Comparison is the thief of joy – Teddy Roosevelt
Little eats at humans like comparison. When someone I consider a rival does better than me, I feel cranky. If I take a moment to trace my tiny little feelings, I probably realize that my irritation is really sadness in disguise. I’m bummed that someone I consider my equal is doing better and I secretly wish they would do worse. Or just go away. That way I’d feel better by comparison.
On the flip side, when someone I consider a peer has a mishap, I get nervous. If it can happen to them, it could happen to me. It’s a version of fear.
Who knew I had so many feelings?
One of the opportunities in this crisis is to throw out the happiness crutch of comparison. Sure, I feel better for a few minutes when I compare favorably to another person. But the sadness of losing or the fear of what might happen is just around the corner.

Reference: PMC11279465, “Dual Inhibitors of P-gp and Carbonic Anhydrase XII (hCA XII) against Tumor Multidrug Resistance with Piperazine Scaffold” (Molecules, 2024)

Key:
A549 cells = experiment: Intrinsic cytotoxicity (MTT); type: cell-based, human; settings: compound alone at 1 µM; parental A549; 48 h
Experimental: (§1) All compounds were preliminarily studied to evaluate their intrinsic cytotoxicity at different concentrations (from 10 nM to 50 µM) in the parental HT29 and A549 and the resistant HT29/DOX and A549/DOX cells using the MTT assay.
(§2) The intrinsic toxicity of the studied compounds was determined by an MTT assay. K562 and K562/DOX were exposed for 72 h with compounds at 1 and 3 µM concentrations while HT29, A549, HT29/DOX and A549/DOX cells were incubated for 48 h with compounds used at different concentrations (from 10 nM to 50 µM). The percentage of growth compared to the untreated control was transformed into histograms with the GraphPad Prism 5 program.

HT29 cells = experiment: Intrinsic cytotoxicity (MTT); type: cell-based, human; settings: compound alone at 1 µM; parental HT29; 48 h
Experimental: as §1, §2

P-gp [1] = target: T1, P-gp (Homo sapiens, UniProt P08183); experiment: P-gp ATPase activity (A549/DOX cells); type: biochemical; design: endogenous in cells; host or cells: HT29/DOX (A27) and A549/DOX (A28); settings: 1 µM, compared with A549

It’s much better to choose gratitude. This is simple, yet powerful. It’s a matter of not taking anything for granted. If I wake up, that’s a gift. When I have food for breakfast, it’s a gift. When I’m walking down the street and get to enjoy a flower or a bird or a neighbor, it’s a huge bonus. I didn’t earn any of it.
Gratitude is a simple, low-cost way to joy. You only have to count.